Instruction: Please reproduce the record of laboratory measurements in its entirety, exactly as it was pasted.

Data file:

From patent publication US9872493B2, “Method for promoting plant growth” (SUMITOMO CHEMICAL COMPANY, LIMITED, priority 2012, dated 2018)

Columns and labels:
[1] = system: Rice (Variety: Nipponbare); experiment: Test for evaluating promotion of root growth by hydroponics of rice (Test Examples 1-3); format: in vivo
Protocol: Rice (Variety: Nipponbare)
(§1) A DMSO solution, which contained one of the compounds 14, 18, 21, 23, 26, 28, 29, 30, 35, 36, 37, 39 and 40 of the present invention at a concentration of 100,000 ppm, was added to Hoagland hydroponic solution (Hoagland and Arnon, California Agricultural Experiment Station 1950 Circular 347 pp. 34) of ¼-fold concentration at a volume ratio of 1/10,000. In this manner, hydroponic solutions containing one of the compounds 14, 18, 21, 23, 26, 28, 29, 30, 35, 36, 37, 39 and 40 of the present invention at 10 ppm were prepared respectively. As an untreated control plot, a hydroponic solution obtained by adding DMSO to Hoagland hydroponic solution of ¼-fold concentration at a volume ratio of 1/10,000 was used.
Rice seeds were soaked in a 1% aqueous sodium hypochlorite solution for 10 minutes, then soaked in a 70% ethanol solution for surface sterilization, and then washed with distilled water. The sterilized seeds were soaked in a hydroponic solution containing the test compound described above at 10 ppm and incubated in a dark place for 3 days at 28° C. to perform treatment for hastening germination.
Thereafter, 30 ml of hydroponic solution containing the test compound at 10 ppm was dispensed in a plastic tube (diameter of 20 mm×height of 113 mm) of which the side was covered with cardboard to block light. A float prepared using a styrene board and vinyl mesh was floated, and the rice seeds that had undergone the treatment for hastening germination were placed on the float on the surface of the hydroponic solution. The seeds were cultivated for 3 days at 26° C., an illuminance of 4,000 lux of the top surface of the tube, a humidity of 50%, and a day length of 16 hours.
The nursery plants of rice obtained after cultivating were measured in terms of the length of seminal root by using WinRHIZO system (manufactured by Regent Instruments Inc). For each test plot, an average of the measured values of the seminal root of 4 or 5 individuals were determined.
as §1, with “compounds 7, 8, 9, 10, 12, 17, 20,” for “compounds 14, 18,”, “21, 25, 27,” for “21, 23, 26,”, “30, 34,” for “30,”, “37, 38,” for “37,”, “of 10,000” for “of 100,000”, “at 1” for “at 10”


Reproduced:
From patent publication US9872493B2, “Method for promoting plant growth” (SUMITOMO CHEMICAL COMPANY, LIMITED, priority 2012, dated 2018)

Columns and labels:
[1] = system: Rice (Variety: Nipponbare); experiment: Test for evaluating promotion of root growth by hydroponics of rice (Test Examples 1-3); format: in vivo
Protocol: Rice (Variety: Nipponbare)
(§1) A DMSO solution, which contained one of the compounds 14, 18, 21, 23, 26, 28, 29, 30, 35, 36, 37, 39 and 40 of the present invention at a concentration of 100,000 ppm, was added to Hoagland hydroponic solution (Hoagland and Arnon, California Agricultural Experiment Station 1950 Circular 347 pp. 34) of ¼-fold concentration at a volume ratio of 1/10,000. In this manner, hydroponic solutions containing one of the compounds 14, 18, 21, 23, 26, 28, 29, 30, 35, 36, 37, 39 and 40 of the present invention at 10 ppm were prepared respectively. As an untreated control plot, a hydroponic solution obtained by adding DMSO to Hoagland hydroponic solution of ¼-fold concentration at a volume ratio of 1/10,000 was used.
Rice seeds were soaked in a 1% aqueous sodium hypochlorite solution for 10 minutes, then soaked in a 70% ethanol solution for surface sterilization, and then washed with distilled water. The sterilized seeds were soaked in a hydroponic solution containing the test compound described above at 10 ppm and incubated in a dark place for 3 days at 28° C. to perform treatment for hastening germination.
Thereafter, 30 ml of hydroponic solution containing the test compound at 10 ppm was dispensed in a plastic tube (diameter of 20 mm×height of 113 mm) of which the side was covered with cardboard to block light. A float prepared using a styrene board and vinyl mesh was floated, and the rice seeds that had undergone the treatment for hastening germination were placed on the float on the surface of the hydroponic solution. The seeds were cultivated for 3 days at 26° C., an illuminance of 4,000 lux of the top surface of the tube, a humidity of 50%, and a day length of 16 hours.
The nursery plants of rice obtained after cultivating were measured in terms of the length of seminal root by using WinRHIZO system (manufactured by Regent Instruments Inc). For each test plot, an average of the measured values of the seminal root of 4 or 5 individuals were determined.
as §1, with “compounds 7, 8, 9, 10, 12, 17, 20,” for “compounds 14, 18,”, “21, 25, 27,” for “21, 23, 26,”, “30, 34,” for “30,”, “37, 38,” for “37,”, “of 10,000” for “of 100,000”, “at 1” for “at 10”